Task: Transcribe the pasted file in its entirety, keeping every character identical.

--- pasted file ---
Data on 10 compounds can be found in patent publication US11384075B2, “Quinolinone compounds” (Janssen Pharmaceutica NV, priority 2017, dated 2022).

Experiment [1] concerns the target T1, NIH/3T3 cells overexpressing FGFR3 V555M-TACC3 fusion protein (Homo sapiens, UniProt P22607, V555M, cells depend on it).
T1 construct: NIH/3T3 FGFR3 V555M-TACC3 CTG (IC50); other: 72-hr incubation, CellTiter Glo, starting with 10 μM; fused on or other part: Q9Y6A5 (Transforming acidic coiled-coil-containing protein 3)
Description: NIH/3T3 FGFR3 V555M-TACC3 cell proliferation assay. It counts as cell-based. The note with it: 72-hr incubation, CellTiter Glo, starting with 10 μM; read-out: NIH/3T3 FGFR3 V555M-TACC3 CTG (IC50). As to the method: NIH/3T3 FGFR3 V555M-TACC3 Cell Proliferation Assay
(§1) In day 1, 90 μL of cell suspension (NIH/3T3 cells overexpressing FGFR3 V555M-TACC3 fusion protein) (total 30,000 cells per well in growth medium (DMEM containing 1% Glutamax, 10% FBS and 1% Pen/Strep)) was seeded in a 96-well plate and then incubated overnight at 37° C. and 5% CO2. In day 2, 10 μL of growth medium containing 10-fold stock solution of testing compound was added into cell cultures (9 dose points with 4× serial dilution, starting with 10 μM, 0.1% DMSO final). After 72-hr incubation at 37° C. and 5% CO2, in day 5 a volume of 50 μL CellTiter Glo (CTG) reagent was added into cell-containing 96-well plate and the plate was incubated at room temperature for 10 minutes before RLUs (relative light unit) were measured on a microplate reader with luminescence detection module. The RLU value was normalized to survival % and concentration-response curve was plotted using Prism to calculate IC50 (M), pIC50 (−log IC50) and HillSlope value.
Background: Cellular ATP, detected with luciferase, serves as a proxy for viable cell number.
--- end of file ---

Data on 10 compounds can be found in patent publication US11384075B2, “Quinolinone compounds” (Janssen Pharmaceutica NV, priority 2017, dated 2022).

Experiment [1] concerns the target T1, NIH/3T3 cells overexpressing FGFR3 V555M-TACC3 fusion protein (Homo sapiens, UniProt P22607, V555M, cells depend on it).
T1 construct: NIH/3T3 FGFR3 V555M-TACC3 CTG (IC50); other: 72-hr incubation, CellTiter Glo, starting with 10 μM; fused on or other part: Q9Y6A5 (Transforming acidic coiled-coil-containing protein 3)
Description: NIH/3T3 FGFR3 V555M-TACC3 cell proliferation assay. It counts as cell-based. The note with it: 72-hr incubation, CellTiter Glo, starting with 10 μM; read-out: NIH/3T3 FGFR3 V555M-TACC3 CTG (IC50). As to the method: NIH/3T3 FGFR3 V555M-TACC3 Cell Proliferation Assay
(§1) In day 1, 90 μL of cell suspension (NIH/3T3 cells overexpressing FGFR3 V555M-TACC3 fusion protein) (total 30,000 cells per well in growth medium (DMEM containing 1% Glutamax, 10% FBS and 1% Pen/Strep)) was seeded in a 96-well plate and then incubated overnight at 37° C. and 5% CO2. In day 2, 10 μL of growth medium containing 10-fold stock solution of testing compound was added into cell cultures (9 dose points with 4× serial dilution, starting with 10 μM, 0.1% DMSO final). After 72-hr incubation at 37° C. and 5% CO2, in day 5 a volume of 50 μL CellTiter Glo (CTG) reagent was added into cell-containing 96-well plate and the plate was incubated at room temperature for 10 minutes before RLUs (relative light unit) were measured on a microplate reader with luminescence detection module. The RLU value was normalized to survival % and concentration-response curve was plotted using Prism to calculate IC50 (M), pIC50 (−log IC50) and HillSlope value.
Background: Cellular ATP, detected with luciferase, serves as a proxy for viable cell number.